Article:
Mechanical things have always fascinated Tom Robertson.
"I took radios, toy cars, vacuum cleaners and anything else I could get my hands on apart as a kid," he said. "Sometimes I got them back together and they still worked. My dad worked at a Dodge dealer, so he sort of directed my energy toward things that he could at least fix if I couldn't."
While working toward his associate's degree, Robertson started a job at a Ford dealer as an apprentice technician in southern Maryland. He then worked his way up to technician and eventually shop foreman, which meant he was responsible for training apprentice technicians.
Because of his various roles at the dealer, and the fact that the dealer was in a rural area, Robertson worked on any type of issue on everything from tractors to cars, trucks and even school buses. He then landed a job as a service engineer for Ford in Detroit and then as a technical trainer for Chrysler.
It was during his time as a trainer that Robertson developed his love for teaching.
"When I was shop foreman, I realized how fulfilling it was to transfer my experiences and knowledge to my apprentices," he said. "I started working on continuing my education and experience to prepare for a job where I could focus on that instead of just getting the next car fixed and out the door. My time as a technical trainer with Chrysler gave me a chance to hone my classroom delivery and course research and building skills."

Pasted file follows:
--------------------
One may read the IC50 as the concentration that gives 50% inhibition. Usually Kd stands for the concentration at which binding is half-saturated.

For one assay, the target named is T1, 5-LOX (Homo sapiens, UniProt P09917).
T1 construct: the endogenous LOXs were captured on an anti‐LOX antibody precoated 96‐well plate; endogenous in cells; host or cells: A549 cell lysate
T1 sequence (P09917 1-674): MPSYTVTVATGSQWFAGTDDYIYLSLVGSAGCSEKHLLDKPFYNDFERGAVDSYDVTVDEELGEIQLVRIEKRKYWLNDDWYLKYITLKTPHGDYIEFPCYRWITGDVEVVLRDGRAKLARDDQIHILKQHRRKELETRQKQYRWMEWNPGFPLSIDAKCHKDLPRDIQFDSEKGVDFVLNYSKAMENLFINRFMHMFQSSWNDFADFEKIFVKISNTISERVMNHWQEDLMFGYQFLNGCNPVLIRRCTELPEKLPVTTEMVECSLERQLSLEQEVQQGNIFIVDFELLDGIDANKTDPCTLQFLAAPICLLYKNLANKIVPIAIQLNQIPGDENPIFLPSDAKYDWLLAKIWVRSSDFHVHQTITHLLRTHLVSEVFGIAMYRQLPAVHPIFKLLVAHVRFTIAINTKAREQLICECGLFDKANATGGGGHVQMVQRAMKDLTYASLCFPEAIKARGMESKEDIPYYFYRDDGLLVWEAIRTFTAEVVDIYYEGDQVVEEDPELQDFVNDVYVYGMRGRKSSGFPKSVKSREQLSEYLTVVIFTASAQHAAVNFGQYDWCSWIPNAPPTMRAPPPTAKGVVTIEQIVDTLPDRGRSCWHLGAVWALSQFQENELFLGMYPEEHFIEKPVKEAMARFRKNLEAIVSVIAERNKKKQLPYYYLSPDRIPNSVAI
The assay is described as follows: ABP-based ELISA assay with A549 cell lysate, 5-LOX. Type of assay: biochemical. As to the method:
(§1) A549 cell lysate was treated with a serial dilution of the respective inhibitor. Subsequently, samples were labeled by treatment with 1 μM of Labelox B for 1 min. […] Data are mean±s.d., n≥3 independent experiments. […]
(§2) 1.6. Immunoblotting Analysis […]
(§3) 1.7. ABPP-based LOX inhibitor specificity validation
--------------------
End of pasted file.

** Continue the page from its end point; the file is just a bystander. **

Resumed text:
Robertson earned his bachelor's degree from Pennsylvania College of Technology and his master's from the University of Illinois at Urbana-Champaign. He has taught at College of DuPage since 2007.
"I hope my students develop the same curiosity I have to discover how something works and why it works that way, and then I hope they can apply that understanding to determine why something isn’t working or is broken," he said. "I hope my students also appreciate the value of continuous learning and how information updates allow them to remain proficient and profitable in our profession. Of course, I want them to continue to understand how each automobile system functions, why it functions that way, the symptoms and effect a failure in one system can cause in others, and how the systems are interrelated and connected.
"Once experienced, I hope that they will act as positive role models and mentors to the next group of apprentice automotive technicians. I want them to display pride in their workmanship and follow ethical practices to raise and uphold the image of our profession."
With luck, students will carry this well into adulthood, just as Robertson still loves the challenge of figuring out how things work.
"Diagnosing the issue or problem and then fixing it provides a great feeling of accomplishment," he said. "That doesn’t mean I’ll use whatever means necessary to fix something. I’m a firm believer that if it isn’t worth doing right, it probably isn’t worth doing."